I’ll never forget the first time I saw Barry Jenkins’ Moonlight in theatres. I went with a few friends of mine, and we’d heard great things, but I really don’t think any of us took a single breath throughout the course of the whole movie. I’m normally pretty keen to get out of my seat and discuss, but we all stayed firmly rooted in our chairs until the credits finished.
Between the acting, the story, the cinematography and score, this film is something really special and will always take your breath away. Alex R. Hibbert, Ashton Sanders and Trevante Rhodes’ talent in capturing how the different layers of identity develop and define us (or not) through the passage of time is a rarity. – Maggie
Shane’s Pick: No Country for Old Men (2007)
- Winner of Best Picture, Best Director, Best Supporting Actor and Best Adapted Screenplay at the 80th Academy Awards
- Also nominated for Best Cinematography, Best Film Editing, Best Sound Editing and Best Sound Mixing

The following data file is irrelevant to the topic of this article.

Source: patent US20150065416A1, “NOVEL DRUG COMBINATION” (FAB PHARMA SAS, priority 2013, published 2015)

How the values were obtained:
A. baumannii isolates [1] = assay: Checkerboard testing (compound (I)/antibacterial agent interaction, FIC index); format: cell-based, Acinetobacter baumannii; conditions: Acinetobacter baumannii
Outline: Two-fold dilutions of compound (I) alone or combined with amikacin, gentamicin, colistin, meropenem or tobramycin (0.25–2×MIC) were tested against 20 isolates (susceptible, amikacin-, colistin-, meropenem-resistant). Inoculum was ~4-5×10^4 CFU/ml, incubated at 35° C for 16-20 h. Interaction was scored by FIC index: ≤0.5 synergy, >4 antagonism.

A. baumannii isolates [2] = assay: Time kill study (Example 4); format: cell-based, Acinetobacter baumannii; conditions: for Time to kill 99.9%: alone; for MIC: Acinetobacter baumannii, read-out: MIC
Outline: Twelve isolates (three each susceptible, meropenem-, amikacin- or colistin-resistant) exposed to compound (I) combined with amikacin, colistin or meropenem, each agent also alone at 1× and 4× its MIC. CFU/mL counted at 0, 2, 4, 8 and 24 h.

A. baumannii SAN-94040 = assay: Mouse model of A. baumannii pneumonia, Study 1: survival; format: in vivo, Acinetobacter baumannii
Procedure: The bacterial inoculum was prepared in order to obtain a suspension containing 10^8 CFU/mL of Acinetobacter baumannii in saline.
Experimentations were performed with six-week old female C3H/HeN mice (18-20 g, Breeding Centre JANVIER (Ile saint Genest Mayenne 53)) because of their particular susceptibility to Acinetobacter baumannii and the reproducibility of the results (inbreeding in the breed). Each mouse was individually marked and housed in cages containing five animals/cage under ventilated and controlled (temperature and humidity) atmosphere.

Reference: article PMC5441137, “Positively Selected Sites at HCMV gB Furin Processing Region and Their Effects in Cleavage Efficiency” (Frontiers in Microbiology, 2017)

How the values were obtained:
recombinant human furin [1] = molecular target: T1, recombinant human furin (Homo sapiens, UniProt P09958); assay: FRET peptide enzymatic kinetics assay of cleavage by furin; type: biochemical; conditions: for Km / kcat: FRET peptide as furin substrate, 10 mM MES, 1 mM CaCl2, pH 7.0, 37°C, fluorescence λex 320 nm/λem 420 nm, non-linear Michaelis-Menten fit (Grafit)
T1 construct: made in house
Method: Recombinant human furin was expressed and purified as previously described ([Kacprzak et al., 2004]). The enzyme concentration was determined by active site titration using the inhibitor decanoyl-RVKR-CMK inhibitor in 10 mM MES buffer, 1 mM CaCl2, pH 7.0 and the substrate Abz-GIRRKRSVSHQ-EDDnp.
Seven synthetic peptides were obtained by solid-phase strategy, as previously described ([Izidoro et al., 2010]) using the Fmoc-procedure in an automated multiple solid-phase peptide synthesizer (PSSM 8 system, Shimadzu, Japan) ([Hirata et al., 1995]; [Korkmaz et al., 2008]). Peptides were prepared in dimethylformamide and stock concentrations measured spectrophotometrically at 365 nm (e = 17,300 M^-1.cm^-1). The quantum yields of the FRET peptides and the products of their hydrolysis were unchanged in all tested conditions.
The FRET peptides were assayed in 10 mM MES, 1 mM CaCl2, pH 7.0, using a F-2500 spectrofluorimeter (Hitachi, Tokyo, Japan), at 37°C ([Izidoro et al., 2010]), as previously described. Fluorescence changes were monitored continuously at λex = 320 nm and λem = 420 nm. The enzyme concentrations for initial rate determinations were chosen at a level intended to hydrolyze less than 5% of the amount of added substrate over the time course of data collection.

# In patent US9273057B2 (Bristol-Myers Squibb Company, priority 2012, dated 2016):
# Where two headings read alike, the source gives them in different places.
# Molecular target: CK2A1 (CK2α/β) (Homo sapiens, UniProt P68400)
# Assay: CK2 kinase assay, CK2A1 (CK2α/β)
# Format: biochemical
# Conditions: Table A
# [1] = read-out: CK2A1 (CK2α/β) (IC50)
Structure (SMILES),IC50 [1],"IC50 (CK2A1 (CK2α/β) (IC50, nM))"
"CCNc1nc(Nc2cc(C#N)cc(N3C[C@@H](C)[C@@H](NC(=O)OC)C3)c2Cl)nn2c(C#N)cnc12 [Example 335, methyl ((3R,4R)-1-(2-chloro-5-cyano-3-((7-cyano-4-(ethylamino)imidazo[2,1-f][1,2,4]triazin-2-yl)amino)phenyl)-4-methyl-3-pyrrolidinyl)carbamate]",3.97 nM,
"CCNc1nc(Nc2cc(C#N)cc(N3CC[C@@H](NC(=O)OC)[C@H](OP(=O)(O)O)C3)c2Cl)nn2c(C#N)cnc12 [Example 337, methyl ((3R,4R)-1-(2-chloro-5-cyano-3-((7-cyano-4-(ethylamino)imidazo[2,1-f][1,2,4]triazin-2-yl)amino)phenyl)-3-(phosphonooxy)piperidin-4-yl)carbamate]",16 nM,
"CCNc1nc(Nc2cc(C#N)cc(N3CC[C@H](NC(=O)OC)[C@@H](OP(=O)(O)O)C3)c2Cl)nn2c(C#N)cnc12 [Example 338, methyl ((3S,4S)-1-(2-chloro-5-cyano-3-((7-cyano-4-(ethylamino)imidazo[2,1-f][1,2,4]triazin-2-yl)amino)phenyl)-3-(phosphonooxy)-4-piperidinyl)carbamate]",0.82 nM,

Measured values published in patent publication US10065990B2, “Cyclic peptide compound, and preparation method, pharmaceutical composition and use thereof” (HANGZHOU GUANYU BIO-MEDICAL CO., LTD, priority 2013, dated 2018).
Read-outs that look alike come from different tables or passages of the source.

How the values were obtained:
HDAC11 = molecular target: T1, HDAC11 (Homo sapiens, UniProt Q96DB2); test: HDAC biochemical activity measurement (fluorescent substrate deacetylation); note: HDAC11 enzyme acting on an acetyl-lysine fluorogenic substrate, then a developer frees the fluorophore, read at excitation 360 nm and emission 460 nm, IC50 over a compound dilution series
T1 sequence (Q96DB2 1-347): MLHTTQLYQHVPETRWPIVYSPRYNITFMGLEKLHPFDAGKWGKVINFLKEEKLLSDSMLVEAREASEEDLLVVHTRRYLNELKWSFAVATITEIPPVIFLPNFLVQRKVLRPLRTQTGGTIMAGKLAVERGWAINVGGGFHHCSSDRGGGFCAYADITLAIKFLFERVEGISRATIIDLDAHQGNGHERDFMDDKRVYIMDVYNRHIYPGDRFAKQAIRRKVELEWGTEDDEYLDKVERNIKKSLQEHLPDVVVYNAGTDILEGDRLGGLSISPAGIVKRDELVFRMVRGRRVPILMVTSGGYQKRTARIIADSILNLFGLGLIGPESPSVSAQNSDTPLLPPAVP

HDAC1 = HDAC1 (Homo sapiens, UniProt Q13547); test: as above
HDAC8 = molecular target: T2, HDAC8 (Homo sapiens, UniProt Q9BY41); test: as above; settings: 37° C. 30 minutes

It is rare for two of arguably the best films of the 21st century to come out in the same year. The direct competition between No Country for Old Men and There Will Be Blood, both modern classics, at the Oscars provided parallel perspectives. These films both embrace pessimism, nihilism and the willingness for an unkind world to continue and thrive no matter what the characters do by combining the Wild West with modern themes and philosophy. Great filmmaking succeeded by portraying similar themes from different angles.
The dread and the inevitability of death, fate and consequences layered in every scene in No Country for Old Men elevated the best parts of Cormac McCarthy’s novel and its apprehension of the post-9/11 era. It is not McCarthy’s best novel, Blood Meridian may never be adapted successfully, but it is the best movie portraying his themes of focus. Combined with a stellar cast anchored by Javier Bardem’s performance, the best cinematographer in Hollywood in Roger Deakins and everything the Coen Brothers have to offer, No Country for Old Men will continue to age well — separated from its competition and initial criticisms of its existential ending. – Shane